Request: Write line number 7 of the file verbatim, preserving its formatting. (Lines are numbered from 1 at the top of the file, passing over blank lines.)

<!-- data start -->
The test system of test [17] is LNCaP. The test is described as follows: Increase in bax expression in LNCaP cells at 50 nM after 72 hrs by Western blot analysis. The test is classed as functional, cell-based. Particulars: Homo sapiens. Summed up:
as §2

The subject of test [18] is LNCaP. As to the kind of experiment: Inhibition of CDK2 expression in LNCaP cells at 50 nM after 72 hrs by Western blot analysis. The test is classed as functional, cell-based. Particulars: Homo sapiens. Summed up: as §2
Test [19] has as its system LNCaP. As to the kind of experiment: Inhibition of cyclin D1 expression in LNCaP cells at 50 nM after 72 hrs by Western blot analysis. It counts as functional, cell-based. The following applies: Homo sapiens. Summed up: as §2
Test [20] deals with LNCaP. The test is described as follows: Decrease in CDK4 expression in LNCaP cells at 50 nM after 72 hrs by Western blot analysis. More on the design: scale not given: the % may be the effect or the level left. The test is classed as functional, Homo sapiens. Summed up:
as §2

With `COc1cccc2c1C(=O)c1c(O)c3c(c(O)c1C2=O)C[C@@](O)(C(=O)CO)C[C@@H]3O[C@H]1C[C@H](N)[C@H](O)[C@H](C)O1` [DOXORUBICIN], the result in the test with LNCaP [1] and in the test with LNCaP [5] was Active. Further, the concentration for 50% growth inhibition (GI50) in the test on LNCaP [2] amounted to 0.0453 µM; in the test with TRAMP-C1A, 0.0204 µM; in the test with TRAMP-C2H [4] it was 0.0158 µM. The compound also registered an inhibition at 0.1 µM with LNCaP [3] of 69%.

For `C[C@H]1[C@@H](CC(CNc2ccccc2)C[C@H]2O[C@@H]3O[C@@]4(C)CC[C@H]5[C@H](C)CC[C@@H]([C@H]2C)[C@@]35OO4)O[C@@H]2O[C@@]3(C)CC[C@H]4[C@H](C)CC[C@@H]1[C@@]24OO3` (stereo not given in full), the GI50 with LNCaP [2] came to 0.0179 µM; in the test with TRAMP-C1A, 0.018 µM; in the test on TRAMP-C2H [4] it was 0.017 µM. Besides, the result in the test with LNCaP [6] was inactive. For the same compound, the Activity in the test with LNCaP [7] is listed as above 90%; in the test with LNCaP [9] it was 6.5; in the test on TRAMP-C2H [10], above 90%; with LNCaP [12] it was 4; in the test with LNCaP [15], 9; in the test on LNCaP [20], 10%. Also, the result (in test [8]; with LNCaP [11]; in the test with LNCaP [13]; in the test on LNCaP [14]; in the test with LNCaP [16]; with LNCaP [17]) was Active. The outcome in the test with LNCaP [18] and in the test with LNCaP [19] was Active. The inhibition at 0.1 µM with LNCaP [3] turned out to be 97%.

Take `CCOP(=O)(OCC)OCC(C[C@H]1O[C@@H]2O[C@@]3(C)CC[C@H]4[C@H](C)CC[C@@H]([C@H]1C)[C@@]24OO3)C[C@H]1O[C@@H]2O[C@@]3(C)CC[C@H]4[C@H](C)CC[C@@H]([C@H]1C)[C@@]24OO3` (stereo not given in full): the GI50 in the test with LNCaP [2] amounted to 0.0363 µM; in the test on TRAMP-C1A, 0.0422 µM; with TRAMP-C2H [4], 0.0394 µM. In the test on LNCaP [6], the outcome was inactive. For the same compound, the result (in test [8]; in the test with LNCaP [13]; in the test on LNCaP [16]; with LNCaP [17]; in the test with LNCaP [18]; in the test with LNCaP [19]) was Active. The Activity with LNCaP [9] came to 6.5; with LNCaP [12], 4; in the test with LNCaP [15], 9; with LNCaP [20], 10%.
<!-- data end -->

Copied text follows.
With `COc1cccc2c1C(=O)c1c(O)c3c(c(O)c1C2=O)C[C@@](O)(C(=O)CO)C[C@@H]3O[C@H]1C[C@H](N)[C@H](O)[C@H](C)O1` [DOXORUBICIN], the result in the test with LNCaP [1] and in the test with LNCaP [5] was Active. Further, the concentration for 50% growth inhibition (GI50) in the test on LNCaP [2] amounted to 0.0453 µM; in the test with TRAMP-C1A, 0.0204 µM; in the test with TRAMP-C2H [4] it was 0.0158 µM. The compound also registered an inhibition at 0.1 µM with LNCaP [3] of 69%.